Many care homes do a wonderful job but there are few situations more distressing than a friend or relative who is receiving substandard treatment.  When a complaint needs to be made it is essential to act quickly, sensitively and in a way that is most likely to achieve a favourable outcome for the affected resident.  Needless to say this is one area in which it will usually be relatives who complain rather than the vulnerable individual who is actually suffering.  These are my top tips.
  • Care homes are regulated by the Care Quality Commission (CQC), which is responsible for monitoring the standards of most private, voluntary and local council care services.  You should not need to go directly to the CQC unless the complaint warrants it.
  • The sorts of issues that commonly give rise to problems are health and safety, access to facilities, access to education and employment , quality of furnishings and fittings  and sub-standard personal care.  Any of these might seem trivial on one level but of deep concern on another.
  • An informal chat may of course resolve the problem but you may well decide that a more formal complaint is warranted. All registered care service providers must have a complaints procedure, which should have been clearly explained to you when the person moved in. It must set out how service users or those acting on their behalf can complain about the service.  Be very wary of any home that does not have such a procedure.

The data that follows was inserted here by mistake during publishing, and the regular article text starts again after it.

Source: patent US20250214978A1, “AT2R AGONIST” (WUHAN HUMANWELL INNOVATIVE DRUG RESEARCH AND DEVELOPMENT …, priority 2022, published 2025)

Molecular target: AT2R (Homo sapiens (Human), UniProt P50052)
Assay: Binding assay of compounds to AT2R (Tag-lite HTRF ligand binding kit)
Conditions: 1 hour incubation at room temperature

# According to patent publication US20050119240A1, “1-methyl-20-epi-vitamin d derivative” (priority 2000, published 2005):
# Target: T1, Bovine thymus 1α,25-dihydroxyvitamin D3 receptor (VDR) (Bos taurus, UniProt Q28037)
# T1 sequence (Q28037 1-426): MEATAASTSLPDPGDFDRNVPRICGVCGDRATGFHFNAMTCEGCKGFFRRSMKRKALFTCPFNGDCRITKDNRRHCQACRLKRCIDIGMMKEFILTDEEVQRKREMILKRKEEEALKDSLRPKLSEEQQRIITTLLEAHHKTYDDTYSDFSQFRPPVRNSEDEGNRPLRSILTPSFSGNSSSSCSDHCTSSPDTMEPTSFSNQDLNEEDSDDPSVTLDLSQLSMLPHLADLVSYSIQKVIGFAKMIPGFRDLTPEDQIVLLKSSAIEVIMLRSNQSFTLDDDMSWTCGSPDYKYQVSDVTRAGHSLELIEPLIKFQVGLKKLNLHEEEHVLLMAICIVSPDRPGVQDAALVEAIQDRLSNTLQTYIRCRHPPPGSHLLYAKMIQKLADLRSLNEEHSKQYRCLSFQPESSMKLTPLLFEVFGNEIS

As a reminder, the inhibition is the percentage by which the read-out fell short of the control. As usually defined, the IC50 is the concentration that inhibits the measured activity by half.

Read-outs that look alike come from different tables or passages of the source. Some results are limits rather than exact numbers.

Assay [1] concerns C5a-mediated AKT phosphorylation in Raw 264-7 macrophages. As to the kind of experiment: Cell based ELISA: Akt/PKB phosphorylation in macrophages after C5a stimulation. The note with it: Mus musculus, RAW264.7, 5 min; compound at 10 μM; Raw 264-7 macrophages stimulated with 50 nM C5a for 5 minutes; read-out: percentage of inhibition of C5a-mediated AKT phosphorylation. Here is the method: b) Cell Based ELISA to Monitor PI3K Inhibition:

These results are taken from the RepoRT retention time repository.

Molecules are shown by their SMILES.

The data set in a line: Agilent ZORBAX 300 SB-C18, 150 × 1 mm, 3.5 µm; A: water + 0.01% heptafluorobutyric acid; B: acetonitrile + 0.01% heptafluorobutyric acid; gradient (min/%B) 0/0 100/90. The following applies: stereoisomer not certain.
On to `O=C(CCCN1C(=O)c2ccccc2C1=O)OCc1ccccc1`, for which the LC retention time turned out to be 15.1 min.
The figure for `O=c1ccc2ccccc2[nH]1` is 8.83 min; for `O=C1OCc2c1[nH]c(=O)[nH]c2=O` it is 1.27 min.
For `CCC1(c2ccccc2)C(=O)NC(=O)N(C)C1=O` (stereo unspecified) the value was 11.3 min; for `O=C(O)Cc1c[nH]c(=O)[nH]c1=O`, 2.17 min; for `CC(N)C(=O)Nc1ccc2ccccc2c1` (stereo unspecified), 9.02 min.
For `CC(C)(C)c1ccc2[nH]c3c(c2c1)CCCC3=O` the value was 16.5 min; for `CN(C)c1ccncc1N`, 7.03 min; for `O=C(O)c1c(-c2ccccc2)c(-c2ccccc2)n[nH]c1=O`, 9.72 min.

• You can complain directly to the Care Quality Commission (CQC), whether you have made a formal complaint or not. You do not have to tell your care home that you have contacted the CQC. The CQC will write to you and let you know what they will do about your concerns.
  • The CQC website gives out very helpful advice and useful guidelines about standards, complaints and procedures together with all contact information.  See: for more details.
  • It goes without saying that if the problem is very serious you should consult a solicitor.  This is precisely the sort of area in which legal aid may be available.  To find an appropriate solicitor, contact the Law Society – for contact details see: